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Historical Drifts Without Paradigm Shifts: A Historical Analysis of Newspaper Coverage of Social Protest
Unformatted Document Text:  Protest Coverage in Wisconsin Newspapers 1960-1999 -9- marketing specialists, and education consultants entered the corridors of power and rethought the capacities of the government. Authorities and experts from universities, business corporations, and other large-scale institutions that were increasingly shaping daily life in America and the world (Farber, 1994). Young radicals in America in the 1960s saw the infiltration of the political system, leading them to question the ideological bulwark of American society. They challenged the integrity and virtue of basic institutions and values that had donned the mantle of American tradition such as the nuclear family, anticommunism, material progress, gender roles, individual merit and social status. Public life came out of its narrow confines, changing power relations that were earlier either privately negotiated or simply part of unquestionable tradition. In the 1990s, some of the solutions of the sixties became part of the problem—the meaning of virtue in an unanchored marketplace of ideas and values, cynicism of all government, international competition, and even the definition of who was the “we” in the public sphere of life. Despite the diversity of issues around which these movements and protests were organized over the years, there has been a common quest among the organizers and followers of social movements seeking to expand political participation. The were also united in their critique of centralized and bureaucratized apparatuses, and their skepticism about a one-sided (economic) concept of progress (Rucht, 1991). This points us to the next research question. RQ4. From an analysis of Wisconsin newspapers’ coverage of protests over the years, who are the different players presented as the targets of various social movements? What they see is not always what you get: The journalistic paradigm in social protest

Authors: Devanathan, Narayan., Boyle, Michael., Shevy, Mark., McCluskey, Michael., Stein, Susan., Hillback, Elliott. and McLeod, Douglas.
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Protest Coverage in Wisconsin Newspapers 1960-1999 -9-
marketing specialists, and education consultants entered the corridors of power and rethought the
capacities of the government. Authorities and experts from universities, business corporations,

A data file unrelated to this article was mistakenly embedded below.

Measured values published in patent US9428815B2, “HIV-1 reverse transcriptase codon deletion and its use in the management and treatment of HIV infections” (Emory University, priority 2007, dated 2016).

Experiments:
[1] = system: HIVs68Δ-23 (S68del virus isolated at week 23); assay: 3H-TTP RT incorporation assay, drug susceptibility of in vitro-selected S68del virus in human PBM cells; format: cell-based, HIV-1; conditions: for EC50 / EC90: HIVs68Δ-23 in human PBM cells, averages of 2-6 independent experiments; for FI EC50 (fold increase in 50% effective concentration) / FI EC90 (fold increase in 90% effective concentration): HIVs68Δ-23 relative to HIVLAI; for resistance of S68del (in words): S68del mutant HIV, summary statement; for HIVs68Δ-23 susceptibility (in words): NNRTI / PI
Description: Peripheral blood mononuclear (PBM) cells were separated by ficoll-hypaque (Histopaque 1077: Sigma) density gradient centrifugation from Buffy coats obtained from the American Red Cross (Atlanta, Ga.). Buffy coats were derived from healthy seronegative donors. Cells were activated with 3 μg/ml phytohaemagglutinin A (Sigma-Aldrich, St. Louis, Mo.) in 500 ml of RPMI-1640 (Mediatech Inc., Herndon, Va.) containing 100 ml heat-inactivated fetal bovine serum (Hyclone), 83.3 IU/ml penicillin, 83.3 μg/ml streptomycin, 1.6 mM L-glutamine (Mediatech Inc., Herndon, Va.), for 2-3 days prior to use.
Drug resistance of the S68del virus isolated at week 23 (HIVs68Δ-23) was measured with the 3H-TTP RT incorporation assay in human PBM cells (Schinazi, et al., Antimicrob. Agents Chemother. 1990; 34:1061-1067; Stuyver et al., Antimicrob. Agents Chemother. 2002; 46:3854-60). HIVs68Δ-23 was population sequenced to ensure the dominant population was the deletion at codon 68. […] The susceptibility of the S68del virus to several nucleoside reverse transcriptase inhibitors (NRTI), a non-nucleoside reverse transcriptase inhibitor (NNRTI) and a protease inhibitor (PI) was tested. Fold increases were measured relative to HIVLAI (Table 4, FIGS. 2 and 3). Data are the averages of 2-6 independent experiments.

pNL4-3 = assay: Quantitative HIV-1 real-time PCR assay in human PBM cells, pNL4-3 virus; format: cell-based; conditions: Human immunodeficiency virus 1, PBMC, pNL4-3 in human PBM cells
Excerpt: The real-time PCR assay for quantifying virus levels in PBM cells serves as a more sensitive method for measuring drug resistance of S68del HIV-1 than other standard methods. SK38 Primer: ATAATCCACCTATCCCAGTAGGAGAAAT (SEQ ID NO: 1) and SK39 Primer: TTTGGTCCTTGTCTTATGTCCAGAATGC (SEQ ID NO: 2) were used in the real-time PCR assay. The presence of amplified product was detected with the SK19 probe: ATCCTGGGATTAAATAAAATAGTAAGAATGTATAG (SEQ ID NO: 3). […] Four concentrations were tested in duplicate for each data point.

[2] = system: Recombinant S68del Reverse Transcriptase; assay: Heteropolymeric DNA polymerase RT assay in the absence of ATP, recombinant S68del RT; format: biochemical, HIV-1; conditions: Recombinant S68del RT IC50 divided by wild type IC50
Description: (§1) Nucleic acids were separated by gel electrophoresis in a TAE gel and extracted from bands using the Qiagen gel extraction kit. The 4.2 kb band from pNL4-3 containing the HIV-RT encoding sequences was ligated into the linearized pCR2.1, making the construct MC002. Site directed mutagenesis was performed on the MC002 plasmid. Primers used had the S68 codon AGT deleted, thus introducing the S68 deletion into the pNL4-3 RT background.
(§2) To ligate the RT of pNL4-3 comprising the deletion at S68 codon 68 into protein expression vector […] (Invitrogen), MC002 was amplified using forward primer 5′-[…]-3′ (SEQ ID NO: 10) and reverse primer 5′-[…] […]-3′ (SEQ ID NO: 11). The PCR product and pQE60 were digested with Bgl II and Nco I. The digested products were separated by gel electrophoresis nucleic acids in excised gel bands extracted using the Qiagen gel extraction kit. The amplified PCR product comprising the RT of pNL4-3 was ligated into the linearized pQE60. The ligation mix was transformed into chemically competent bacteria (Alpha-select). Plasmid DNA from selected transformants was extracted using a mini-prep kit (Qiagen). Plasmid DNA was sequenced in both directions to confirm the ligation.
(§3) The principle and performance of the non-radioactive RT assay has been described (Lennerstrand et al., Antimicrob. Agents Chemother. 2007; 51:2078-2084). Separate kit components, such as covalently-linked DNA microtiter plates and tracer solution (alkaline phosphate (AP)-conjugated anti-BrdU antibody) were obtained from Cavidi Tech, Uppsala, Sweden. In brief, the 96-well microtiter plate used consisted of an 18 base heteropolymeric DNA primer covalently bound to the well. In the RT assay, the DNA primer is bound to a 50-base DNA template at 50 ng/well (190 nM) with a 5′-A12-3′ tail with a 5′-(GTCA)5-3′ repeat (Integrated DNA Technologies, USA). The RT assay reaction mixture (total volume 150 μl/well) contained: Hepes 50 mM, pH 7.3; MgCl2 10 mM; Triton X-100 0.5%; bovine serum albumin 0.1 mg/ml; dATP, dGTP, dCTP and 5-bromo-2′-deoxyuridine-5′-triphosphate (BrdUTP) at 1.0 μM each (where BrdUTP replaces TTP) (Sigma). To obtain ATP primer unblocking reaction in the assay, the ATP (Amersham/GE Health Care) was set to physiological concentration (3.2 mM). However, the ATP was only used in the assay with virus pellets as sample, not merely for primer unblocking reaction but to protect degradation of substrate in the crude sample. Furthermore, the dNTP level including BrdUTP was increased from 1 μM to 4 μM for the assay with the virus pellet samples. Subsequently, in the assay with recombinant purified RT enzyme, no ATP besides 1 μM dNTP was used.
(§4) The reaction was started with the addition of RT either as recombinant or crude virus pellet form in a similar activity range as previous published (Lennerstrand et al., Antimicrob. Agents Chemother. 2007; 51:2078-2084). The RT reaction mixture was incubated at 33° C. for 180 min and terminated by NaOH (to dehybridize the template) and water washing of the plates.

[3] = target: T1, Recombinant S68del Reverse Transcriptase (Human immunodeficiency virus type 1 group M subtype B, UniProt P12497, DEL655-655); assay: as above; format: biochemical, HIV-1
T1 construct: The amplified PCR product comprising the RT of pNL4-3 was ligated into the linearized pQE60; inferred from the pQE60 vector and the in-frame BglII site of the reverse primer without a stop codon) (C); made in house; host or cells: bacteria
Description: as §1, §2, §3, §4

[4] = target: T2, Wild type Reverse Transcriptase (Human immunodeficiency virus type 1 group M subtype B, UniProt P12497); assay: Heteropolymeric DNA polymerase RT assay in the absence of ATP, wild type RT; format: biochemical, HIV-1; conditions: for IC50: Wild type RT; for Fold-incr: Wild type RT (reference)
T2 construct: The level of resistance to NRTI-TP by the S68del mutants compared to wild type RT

and other large-scale institutions that were increasingly shaping daily life in America and the
world (Farber, 1994).
Young radicals in America in the 1960s saw the infiltration of the political system,
leading them to question the ideological bulwark of American society. They challenged the
integrity and virtue of basic institutions and values that had donned the mantle of American
tradition such as the nuclear family, anticommunism, material progress, gender roles, individual
merit and social status. Public life came out of its narrow confines, changing power relations that
were earlier either privately negotiated or simply part of unquestionable tradition.
In the 1990s, some of the solutions of the sixties became part of the problem—the
meaning of virtue in an unanchored marketplace of ideas and values, cynicism of all government,
international competition, and even the definition of who was the “we” in the public sphere of
life.
Despite the diversity of issues around which these movements and protests were
organized over the years, there has been a common quest among the organizers and followers of
social movements seeking to expand political participation. The were also united in their critique
of centralized and bureaucratized apparatuses, and their skepticism about a one-sided (economic)
concept of progress (Rucht, 1991). This points us to the next research question.
RQ4. From an analysis of Wisconsin newspapers’ coverage of protests over the years,
who are the different players presented as the targets of various social movements?
What they see is not always what you get: The journalistic paradigm in social protest


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